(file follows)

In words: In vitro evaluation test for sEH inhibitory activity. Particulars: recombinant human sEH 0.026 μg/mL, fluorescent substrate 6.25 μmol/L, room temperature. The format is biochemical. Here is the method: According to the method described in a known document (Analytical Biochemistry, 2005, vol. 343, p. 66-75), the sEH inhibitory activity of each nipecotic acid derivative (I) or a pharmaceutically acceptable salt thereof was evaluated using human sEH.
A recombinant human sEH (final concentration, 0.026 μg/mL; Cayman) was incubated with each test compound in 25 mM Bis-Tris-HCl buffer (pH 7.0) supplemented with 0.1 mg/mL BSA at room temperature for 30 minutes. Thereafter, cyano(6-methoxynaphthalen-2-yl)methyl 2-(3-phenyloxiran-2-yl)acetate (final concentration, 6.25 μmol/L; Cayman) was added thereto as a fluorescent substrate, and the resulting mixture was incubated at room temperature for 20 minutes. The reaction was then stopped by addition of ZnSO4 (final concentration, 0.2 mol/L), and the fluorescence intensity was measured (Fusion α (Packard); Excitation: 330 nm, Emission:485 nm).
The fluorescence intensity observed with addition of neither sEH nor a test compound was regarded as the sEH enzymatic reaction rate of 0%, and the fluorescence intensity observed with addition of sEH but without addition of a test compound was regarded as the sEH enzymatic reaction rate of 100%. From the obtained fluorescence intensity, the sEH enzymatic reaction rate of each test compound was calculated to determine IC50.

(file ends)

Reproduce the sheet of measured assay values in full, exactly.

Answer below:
In words: In vitro evaluation test for sEH inhibitory activity. Particulars: recombinant human sEH 0.026 μg/mL, fluorescent substrate 6.25 μmol/L, room temperature. The format is biochemical. Here is the method: According to the method described in a known document (Analytical Biochemistry, 2005, vol. 343, p. 66-75), the sEH inhibitory activity of each nipecotic acid derivative (I) or a pharmaceutically acceptable salt thereof was evaluated using human sEH.
A recombinant human sEH (final concentration, 0.026 μg/mL; Cayman) was incubated with each test compound in 25 mM Bis-Tris-HCl buffer (pH 7.0) supplemented with 0.1 mg/mL BSA at room temperature for 30 minutes. Thereafter, cyano(6-methoxynaphthalen-2-yl)methyl 2-(3-phenyloxiran-2-yl)acetate (final concentration, 6.25 μmol/L; Cayman) was added thereto as a fluorescent substrate, and the resulting mixture was incubated at room temperature for 20 minutes. The reaction was then stopped by addition of ZnSO4 (final concentration, 0.2 mol/L), and the fluorescence intensity was measured (Fusion α (Packard); Excitation: 330 nm, Emission:485 nm).
The fluorescence intensity observed with addition of neither sEH nor a test compound was regarded as the sEH enzymatic reaction rate of 0%, and the fluorescence intensity observed with addition of sEH but without addition of a test compound was regarded as the sEH enzymatic reaction rate of 100%. From the obtained fluorescence intensity, the sEH enzymatic reaction rate of each test compound was calculated to determine IC50.